Right now, conversations about “fake news” are everywhere. Between debates about Facebook’s role in creating and promoting “fake news”, websites promising to fix or block fake providers, and the Trump administration shouting “fake news” at every opportunity possible, there’s a cloud of confusion around the idea.
But what actually is fake news? One thing is for sure – fake news was not born in 2016. It is not a sudden intrusion into the media world, and to treat it as such masks its history and context.
News from the last three weeks has been bad, to say the least. Both Britain and America have seemingly been bent on destruction and bridge-burning. Yet despite being anxious about just what will happen next, I’m also a little bit curious as well.
One of the few good parts about the previous three weeks is how people have often responded to protect and support others. Social networks have shared resources for contacting politicians, lawyers and advocates, and advice on how best to do so. Widespread protests and calls for mobilisation have made some meaningful changes, called attention to the wrongs which would have remained away from the spotlights, and delayed political decisions. People aren’t taking the changes as quietly as either Trump and co. or May and co. had wanted. And I hope this atmosphere of fighting back will continue, and lead to bigger changes.
The survey is called How Is The World Feeling?, and it’s aiming to get a snapshot of how everyday people around the world are feeling during this week (October 10th- October 16th). The target is to have 7 million people taking part, and 70 million emotions logged.
The sheer amount of publications, information sources, and people that I follow has become too much to read, and too much to mean anything. Continual anxiety means I’m struggling to focus on anything useful, like uni work or project planning. But trying to escape or get ideas by reading non-uni media isn’t helping at all.
Between my Twitter feed, Medium recommendations and Pocket list, there’s almost 1000 items of “do this to be happy”, “do this to be better”,”here’s how everyone else is succeeding”, and “you need to care about this”.
After bouncing facebook messages around the group, and continually uploading revisions and comments, we eventually got a final set of pages we were happy with. Off to print them out then- which was surprisingly difficult.
No printers open in UWE that night could print the A4 pages properly, so we eventually found the low-tech solution of printing each page as on A3 and guillotining them down to the right size. Which would have worked well if I had any hand-eye coordination.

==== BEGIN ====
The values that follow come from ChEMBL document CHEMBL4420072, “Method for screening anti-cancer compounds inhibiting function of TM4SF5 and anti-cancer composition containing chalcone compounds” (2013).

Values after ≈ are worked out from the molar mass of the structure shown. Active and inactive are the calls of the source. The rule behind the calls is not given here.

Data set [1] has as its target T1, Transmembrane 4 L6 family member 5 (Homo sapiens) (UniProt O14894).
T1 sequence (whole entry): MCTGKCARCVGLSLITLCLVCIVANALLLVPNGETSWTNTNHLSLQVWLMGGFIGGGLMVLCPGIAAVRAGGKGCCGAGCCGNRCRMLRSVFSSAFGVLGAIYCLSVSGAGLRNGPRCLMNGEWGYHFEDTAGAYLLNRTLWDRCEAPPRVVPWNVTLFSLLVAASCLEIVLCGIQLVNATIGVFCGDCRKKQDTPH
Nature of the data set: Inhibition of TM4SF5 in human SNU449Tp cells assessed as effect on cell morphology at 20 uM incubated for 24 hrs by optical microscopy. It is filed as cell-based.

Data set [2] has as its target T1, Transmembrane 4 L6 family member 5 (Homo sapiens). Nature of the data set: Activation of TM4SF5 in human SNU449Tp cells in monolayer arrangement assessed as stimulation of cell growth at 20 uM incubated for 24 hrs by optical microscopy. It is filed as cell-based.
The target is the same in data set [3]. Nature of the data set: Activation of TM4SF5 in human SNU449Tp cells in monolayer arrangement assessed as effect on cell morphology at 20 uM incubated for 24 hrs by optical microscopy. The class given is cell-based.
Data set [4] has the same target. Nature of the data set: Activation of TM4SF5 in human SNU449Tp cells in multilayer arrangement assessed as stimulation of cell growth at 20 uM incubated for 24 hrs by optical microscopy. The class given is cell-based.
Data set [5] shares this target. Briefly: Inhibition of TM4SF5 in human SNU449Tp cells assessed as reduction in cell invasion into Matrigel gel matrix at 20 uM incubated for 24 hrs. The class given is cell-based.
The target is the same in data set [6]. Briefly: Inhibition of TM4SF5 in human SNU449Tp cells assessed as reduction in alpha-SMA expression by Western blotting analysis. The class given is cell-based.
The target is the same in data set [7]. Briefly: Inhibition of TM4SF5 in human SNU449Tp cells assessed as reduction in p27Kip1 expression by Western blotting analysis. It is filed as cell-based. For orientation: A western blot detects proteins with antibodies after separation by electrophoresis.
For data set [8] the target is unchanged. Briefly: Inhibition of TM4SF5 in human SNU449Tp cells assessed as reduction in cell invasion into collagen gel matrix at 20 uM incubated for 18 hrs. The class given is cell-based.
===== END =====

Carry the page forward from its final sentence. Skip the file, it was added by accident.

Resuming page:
Apart from the myriad of issues actually getting the thing printed, I’m really happy with how the magazine turned out. Seeing it come out on proper paper, and how well the photos and colours work, it looks even better than on my laptop screen. It looks really professional, which isn’t how I’d normally describe anything I made, so I like the contrast.
Some ideas from the drafts made on the first day- mostly the teal, purple, and orange colour scheme, and the file-divider-style sidebars- stayed during the entire process.
However, while the first-day drafts were very sparse, the final layout contained many more ideas and tried out different styles to suit the article.
Mostly, it all looks varied, but still looks like it belongs to one coherent magazine. Ultimately, I’m really happy with it (despite the annoyance of finding a typo 5 minutes after hand-in) and I’m hoping we get a good mark for it.
In 1994, Dr Phillip Long founded www.mentalhealth.com aiming to create a cross-cultural encyclopaedia of mental health conditions. The site is looking a little archaic now, using older DSM categories not commonly used now, and containing diagnostic ideas that didn’t really catch on, such as analysing all mental health symptoms through Greek personality dimensions.
While the site may not be entirely relevant these days, it’s a fascinating and detailed read. Moreover, it’s attached forum has been consistently running since 2005. In internet terms, this is an incredibly long time. Imagining friendships possibly extending for 10 years, its easy to see the best part of forums; their ability to connect people with others across time and space, providing friendships built on common experience and support.
Of all the major social networks, Tumblr is the one I wanted to write about the most, because its a dramatic difference from the stoicism of Twitter and the envy-inducing highlight reel of Facebook. Just like most of its users, its young, bold, and easily misunderstood.